Bang & Olufsen Beoplay H9 Noise Cancelling Headphones

Bang & Olufsen’s latest toy, the Beoplay H9 Noise Cancelling Headphones, feature active noise cancellation like their H8, only now with an over-ear fit that’s conducive to both better passive sound insulation and improved comfort thanks to large, soft lambskin-covered memory foam ear cushions. Switch noise cancellation on or off; either way the H9’s precise audio capabilities are in line with what you’d expect from Bang & Olufsen. They otherwise feature touch controls that let you control the headphones via intuitive gestures, include the latest low latency Bluetooth 4.2 hardware with aptX for full quality wireless streaming, and last for up to 14 hours with both noise cancelling and Bluetooth on.

Get them in Argilla Grey or Black at Amazon – $500

GET IT: $500


Lamborghini Ixoost Esavox Speaker System

So maybe you could buy a car for the same price. But definitely not the car that the Lamborghini Ixoost Esavox Speaker System is designed to evoke. The 117-pound speaker features a multitude of supercar-like characteristics including a polymerized carbon fiber monocoque, a variable valve opening exhaust system that controls subwoofer pressure, passive shock absorbers to dampen vibrations, and adjustable ceramic supports. At its core lies a 15-inch down firing subwoofer that’s accompanied by two 6.5-inch full range drivers, two 8-inch woofers, and two 1-inch Mylar tweeters to cover the full range of frequencies (and likely a large range of volumes, too). Twin amplifiers, one of 600W and one of 200W just dedicated to the sub, drive the speakers, and two 24-bit DSPs handle filtering. Connectivity includes a traditional auxiliary jack, RCA, and Bluetooth 4.0 with aptX, so you’ve got options. Comes in black, red, orange, or yellow.

Learn more at the Lamborgini Store – $24,000

GET IT: $24,000


8Bitdo NES Classic Retro Receiver

The NES Classic is the hottest gamer gift this holiday season. Problem is Nintendo cursed its controllers with cables one-third the length of the original’s, which unsurprisingly complicates gaming on the device. 8Bitdo’s NES Classic Retro Receiver addresses the issue by cutting the cord entirely and letting you use one of a myriad of wireless controllers, with one NES30 controller included. Setup is as simple as plugging it in and pairing a controller to it. It’ll game lag-free, though for multiplayer you’ll need several Retro Receivers since the console itself can’t receive two controller inputs through one controller port.

Pick one up at Amazon – $40

GET IT: $40

Sports & Outdoors

+Winter Heated Insoles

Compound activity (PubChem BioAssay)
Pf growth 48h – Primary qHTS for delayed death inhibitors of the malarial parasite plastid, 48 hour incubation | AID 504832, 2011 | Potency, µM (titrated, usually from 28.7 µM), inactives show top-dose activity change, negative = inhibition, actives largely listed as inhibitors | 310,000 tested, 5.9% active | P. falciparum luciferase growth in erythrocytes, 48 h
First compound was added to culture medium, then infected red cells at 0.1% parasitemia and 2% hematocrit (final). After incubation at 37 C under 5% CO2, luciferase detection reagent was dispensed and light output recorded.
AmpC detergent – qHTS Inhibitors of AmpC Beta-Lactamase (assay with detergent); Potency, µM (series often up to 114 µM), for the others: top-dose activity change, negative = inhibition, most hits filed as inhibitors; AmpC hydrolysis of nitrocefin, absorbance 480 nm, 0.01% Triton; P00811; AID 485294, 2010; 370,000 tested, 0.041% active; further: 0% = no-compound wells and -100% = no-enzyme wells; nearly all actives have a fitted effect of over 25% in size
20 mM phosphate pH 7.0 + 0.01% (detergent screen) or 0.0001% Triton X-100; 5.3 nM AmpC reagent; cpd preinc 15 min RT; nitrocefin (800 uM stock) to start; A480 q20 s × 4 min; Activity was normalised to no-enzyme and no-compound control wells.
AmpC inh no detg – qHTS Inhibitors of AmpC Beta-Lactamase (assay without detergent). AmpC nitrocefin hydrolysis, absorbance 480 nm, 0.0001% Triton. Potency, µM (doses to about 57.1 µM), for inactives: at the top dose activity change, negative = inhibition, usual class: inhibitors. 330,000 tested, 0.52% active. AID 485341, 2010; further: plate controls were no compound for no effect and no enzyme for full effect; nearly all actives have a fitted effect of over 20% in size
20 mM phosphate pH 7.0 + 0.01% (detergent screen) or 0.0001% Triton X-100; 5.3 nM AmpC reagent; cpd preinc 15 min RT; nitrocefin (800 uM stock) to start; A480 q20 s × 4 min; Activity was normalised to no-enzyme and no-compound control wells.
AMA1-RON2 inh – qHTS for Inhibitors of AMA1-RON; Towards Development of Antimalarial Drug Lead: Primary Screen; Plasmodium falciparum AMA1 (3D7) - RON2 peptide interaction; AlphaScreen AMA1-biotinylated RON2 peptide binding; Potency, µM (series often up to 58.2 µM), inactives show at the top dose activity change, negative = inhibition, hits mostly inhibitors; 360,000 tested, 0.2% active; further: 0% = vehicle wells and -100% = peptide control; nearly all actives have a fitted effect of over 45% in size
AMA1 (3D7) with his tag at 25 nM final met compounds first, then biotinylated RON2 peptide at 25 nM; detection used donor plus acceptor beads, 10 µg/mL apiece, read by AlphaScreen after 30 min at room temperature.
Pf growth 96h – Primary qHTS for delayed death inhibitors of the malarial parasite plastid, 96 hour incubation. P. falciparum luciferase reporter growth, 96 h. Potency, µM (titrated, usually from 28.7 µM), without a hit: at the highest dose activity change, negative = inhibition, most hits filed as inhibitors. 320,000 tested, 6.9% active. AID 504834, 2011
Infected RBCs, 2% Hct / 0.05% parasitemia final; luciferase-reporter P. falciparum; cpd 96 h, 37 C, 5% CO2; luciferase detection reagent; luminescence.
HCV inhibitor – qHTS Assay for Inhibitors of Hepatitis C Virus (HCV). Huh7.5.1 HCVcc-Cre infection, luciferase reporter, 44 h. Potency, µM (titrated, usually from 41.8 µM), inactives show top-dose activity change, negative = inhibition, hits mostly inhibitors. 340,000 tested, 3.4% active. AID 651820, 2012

Winter sports are a lot more enjoyable when you’re not worrying about your fingers and toes falling off. And while they won’t do much for the former, +t’s +Winter Heated Insoles can help keep the latter nice and warm for four hours at a time. Pop these lightweight insoles into into your ski or snowboard boots — or even your everyday footwear — and link them to your smartphone via Bluetooth. Their temperature output is controllable using +t’s app, and once set you won’t need your phone to turn them on since integrated accelerometers fire up the insoles at the last set setting whenever they’re worn. Perhaps the most reassuring part is that they’re not really thicker than traditional insoles and are made in northern Italy, not China.

Check them out at Kickstarter – roughly $100

GET IT: ~$100


Sevenhugs Smart Remote

Your plethora of devices — growing every day — needs a more practical way of being controlled that doesn’t involve using a different remote or app for everything. The Sevenhugs Smart Remote offers contextual remote functionality that recognizes what it’s being pointed at and automatically displays controls for each device on its 3.4-inch HD touchscreen. It’s compatible with over 25,000 devices (via Wi-Fi, Bluetooth or infrared) including Samsung Smart TVs, Philips Hue LED light blubs, Sonos speakers, Nest Thermostat, and your TV box (Apple TV, Roku, etc.) to name a few on its ever-growing list. It can even call you an Uber by pointing at your front door.

Preorder now at Kickstarter – $149+

GET IT: $149+


Aura Smart Picture Frame

Cameras are attached to everything and just about everybody is snap-happy. This results in a deluge of digital photos, the most of which you’ll likely never print and nor revisit. And that’s exactly what the Aura Smart Picture Frame addresses. You won’t ever need to physically load it with photos: Aura instead pulls them from a photo album that you’ve synced with its app, updating automatically and curating photos by filtering out duplicates and the like to show your best work (it needs to be said that nudity detection blocks potentially embarrassing photos from ever being displayed). It’s otherwise got an ultra-high density 2048×1536 display, auto-dimming, and no buttons to speak of — skipping to the next photo takes just a wave of your hand.

Find it at Amazon – $400

GET IT: $400


Peel Walnut Cable Hold